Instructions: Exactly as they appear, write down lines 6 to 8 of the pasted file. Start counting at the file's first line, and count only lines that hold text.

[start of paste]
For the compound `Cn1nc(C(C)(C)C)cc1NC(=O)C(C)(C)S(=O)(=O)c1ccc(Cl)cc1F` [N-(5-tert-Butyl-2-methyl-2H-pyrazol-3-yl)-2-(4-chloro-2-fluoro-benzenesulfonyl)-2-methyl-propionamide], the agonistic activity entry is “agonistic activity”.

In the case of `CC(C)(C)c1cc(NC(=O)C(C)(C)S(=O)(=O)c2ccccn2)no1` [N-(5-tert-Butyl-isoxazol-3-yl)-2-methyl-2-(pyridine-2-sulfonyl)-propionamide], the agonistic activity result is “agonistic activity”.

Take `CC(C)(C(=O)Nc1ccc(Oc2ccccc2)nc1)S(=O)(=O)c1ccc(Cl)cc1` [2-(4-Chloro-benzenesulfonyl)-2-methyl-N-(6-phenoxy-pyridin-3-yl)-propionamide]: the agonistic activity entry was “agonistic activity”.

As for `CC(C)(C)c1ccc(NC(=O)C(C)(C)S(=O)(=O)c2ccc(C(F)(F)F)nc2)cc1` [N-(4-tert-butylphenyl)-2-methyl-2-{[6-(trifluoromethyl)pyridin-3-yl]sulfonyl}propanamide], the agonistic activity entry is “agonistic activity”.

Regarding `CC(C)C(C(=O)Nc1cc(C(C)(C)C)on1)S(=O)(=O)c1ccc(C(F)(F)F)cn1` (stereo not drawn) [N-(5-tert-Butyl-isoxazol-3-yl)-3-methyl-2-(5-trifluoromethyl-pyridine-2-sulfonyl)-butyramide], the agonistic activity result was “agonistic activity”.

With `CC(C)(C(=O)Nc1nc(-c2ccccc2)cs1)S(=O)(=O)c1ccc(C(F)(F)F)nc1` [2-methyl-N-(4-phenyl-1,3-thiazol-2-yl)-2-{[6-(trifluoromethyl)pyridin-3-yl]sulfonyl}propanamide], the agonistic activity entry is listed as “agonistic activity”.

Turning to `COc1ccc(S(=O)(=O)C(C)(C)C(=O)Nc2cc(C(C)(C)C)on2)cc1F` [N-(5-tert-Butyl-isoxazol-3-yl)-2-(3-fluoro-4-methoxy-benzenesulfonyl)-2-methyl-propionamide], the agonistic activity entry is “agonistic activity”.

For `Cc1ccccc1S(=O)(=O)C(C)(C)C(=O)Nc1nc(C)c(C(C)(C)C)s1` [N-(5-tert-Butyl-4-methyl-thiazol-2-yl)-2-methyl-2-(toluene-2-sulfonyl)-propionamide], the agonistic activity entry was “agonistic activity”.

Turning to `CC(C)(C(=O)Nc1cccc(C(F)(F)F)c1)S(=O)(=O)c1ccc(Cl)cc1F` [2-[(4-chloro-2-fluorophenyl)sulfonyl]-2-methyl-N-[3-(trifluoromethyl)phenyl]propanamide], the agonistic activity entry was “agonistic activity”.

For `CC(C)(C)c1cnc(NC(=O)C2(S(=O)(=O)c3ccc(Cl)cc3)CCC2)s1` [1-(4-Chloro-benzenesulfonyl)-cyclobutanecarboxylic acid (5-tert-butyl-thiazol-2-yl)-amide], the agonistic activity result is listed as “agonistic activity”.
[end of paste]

With `CC(C)(C(=O)Nc1nc(-c2ccccc2)cs1)S(=O)(=O)c1ccc(C(F)(F)F)nc1` [2-methyl-N-(4-phenyl-1,3-thiazol-2-yl)-2-{[6-(trifluoromethyl)pyridin-3-yl]sulfonyl}propanamide], the agonistic activity entry is listed as “agonistic activity”.

Turning to `COc1ccc(S(=O)(=O)C(C)(C)C(=O)Nc2cc(C(C)(C)C)on2)cc1F` [N-(5-tert-Butyl-isoxazol-3-yl)-2-(3-fluoro-4-methoxy-benzenesulfonyl)-2-methyl-propionamide], the agonistic activity entry is “agonistic activity”.

For `Cc1ccccc1S(=O)(=O)C(C)(C)C(=O)Nc1nc(C)c(C(C)(C)C)s1` [N-(5-tert-Butyl-4-methyl-thiazol-2-yl)-2-methyl-2-(toluene-2-sulfonyl)-propionamide], the agonistic activity entry was “agonistic activity”.